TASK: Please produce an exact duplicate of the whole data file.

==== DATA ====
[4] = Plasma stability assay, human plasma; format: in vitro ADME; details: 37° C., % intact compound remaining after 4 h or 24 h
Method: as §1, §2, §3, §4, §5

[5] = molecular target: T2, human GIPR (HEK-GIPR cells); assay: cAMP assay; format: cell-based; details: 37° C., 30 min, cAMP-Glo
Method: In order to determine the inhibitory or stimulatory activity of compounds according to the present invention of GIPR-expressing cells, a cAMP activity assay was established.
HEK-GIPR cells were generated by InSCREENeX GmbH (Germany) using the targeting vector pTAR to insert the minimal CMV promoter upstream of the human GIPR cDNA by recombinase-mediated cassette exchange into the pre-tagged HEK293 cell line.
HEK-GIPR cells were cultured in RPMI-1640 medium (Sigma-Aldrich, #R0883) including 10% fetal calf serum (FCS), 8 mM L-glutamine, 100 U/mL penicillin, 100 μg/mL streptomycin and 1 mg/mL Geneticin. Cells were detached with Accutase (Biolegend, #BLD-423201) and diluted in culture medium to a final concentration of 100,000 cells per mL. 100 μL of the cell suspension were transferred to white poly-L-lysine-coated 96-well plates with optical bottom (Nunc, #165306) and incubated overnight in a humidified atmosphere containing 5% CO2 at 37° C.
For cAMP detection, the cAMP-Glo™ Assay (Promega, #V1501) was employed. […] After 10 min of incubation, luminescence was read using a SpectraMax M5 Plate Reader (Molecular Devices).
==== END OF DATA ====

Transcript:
[4] = Plasma stability assay, human plasma; format: in vitro ADME; details: 37° C., % intact compound remaining after 4 h or 24 h
Method: as §1, §2, §3, §4, §5

[5] = molecular target: T2, human GIPR (HEK-GIPR cells); assay: cAMP assay; format: cell-based; details: 37° C., 30 min, cAMP-Glo
Method: In order to determine the inhibitory or stimulatory activity of compounds according to the present invention of GIPR-expressing cells, a cAMP activity assay was established.
HEK-GIPR cells were generated by InSCREENeX GmbH (Germany) using the targeting vector pTAR to insert the minimal CMV promoter upstream of the human GIPR cDNA by recombinase-mediated cassette exchange into the pre-tagged HEK293 cell line.
HEK-GIPR cells were cultured in RPMI-1640 medium (Sigma-Aldrich, #R0883) including 10% fetal calf serum (FCS), 8 mM L-glutamine, 100 U/mL penicillin, 100 μg/mL streptomycin and 1 mg/mL Geneticin. Cells were detached with Accutase (Biolegend, #BLD-423201) and diluted in culture medium to a final concentration of 100,000 cells per mL. 100 μL of the cell suspension were transferred to white poly-L-lysine-coated 96-well plates with optical bottom (Nunc, #165306) and incubated overnight in a humidified atmosphere containing 5% CO2 at 37° C.
For cAMP detection, the cAMP-Glo™ Assay (Promega, #V1501) was employed. […] After 10 min of incubation, luminescence was read using a SpectraMax M5 Plate Reader (Molecular Devices).